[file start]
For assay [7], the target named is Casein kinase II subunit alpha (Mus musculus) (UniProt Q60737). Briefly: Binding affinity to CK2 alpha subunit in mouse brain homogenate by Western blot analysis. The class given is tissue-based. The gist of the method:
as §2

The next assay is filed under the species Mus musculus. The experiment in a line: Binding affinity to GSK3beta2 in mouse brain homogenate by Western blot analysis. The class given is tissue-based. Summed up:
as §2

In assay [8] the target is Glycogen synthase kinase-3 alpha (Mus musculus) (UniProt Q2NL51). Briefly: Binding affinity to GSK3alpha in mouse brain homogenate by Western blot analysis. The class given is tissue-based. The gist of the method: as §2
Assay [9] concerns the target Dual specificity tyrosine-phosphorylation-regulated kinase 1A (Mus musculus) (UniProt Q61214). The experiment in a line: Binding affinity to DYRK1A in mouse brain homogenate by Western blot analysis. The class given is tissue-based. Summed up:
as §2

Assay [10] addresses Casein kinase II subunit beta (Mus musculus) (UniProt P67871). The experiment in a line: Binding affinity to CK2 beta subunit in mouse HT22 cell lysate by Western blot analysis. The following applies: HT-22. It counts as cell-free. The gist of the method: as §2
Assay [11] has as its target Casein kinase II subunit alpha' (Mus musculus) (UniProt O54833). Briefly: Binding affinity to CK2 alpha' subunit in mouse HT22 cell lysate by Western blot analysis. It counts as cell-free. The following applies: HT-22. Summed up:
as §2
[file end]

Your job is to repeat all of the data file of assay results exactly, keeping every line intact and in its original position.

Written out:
For assay [7], the target named is Casein kinase II subunit alpha (Mus musculus) (UniProt Q60737). Briefly: Binding affinity to CK2 alpha subunit in mouse brain homogenate by Western blot analysis. The class given is tissue-based. The gist of the method:
as §2

The next assay is filed under the species Mus musculus. The experiment in a line: Binding affinity to GSK3beta2 in mouse brain homogenate by Western blot analysis. The class given is tissue-based. Summed up:
as §2

In assay [8] the target is Glycogen synthase kinase-3 alpha (Mus musculus) (UniProt Q2NL51). Briefly: Binding affinity to GSK3alpha in mouse brain homogenate by Western blot analysis. The class given is tissue-based. The gist of the method: as §2
Assay [9] concerns the target Dual specificity tyrosine-phosphorylation-regulated kinase 1A (Mus musculus) (UniProt Q61214). The experiment in a line: Binding affinity to DYRK1A in mouse brain homogenate by Western blot analysis. The class given is tissue-based. Summed up:
as §2

Assay [10] addresses Casein kinase II subunit beta (Mus musculus) (UniProt P67871). The experiment in a line: Binding affinity to CK2 beta subunit in mouse HT22 cell lysate by Western blot analysis. The following applies: HT-22. It counts as cell-free. The gist of the method: as §2
Assay [11] has as its target Casein kinase II subunit alpha' (Mus musculus) (UniProt O54833). Briefly: Binding affinity to CK2 alpha' subunit in mouse HT22 cell lysate by Western blot analysis. It counts as cell-free. The following applies: HT-22. Summed up:
as §2